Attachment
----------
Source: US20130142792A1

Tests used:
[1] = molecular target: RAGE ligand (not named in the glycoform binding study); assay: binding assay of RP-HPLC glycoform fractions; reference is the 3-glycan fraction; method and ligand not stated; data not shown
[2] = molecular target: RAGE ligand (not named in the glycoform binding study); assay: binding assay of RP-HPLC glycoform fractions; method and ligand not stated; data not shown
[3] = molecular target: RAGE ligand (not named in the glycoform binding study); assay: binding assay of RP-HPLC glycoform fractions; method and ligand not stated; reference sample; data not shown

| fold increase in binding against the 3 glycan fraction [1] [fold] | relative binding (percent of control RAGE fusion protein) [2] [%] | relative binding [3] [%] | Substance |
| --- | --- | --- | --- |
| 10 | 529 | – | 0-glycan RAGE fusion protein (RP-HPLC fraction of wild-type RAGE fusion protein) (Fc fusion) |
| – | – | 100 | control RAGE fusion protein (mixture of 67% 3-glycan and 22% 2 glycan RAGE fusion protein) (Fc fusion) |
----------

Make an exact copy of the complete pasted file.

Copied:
Source: US20130142792A1

Tests used:
[1] = molecular target: RAGE ligand (not named in the glycoform binding study); assay: binding assay of RP-HPLC glycoform fractions; reference is the 3-glycan fraction; method and ligand not stated; data not shown
[2] = molecular target: RAGE ligand (not named in the glycoform binding study); assay: binding assay of RP-HPLC glycoform fractions; method and ligand not stated; data not shown
[3] = molecular target: RAGE ligand (not named in the glycoform binding study); assay: binding assay of RP-HPLC glycoform fractions; method and ligand not stated; reference sample; data not shown

| fold increase in binding against the 3 glycan fraction [1] [fold] | relative binding (percent of control RAGE fusion protein) [2] [%] | relative binding [3] [%] | Substance |
| --- | --- | --- | --- |
| 10 | 529 | – | 0-glycan RAGE fusion protein (RP-HPLC fraction of wild-type RAGE fusion protein) (Fc fusion) |
| – | – | 100 | control RAGE fusion protein (mixture of 67% 3-glycan and 22% 2 glycan RAGE fusion protein) (Fc fusion) |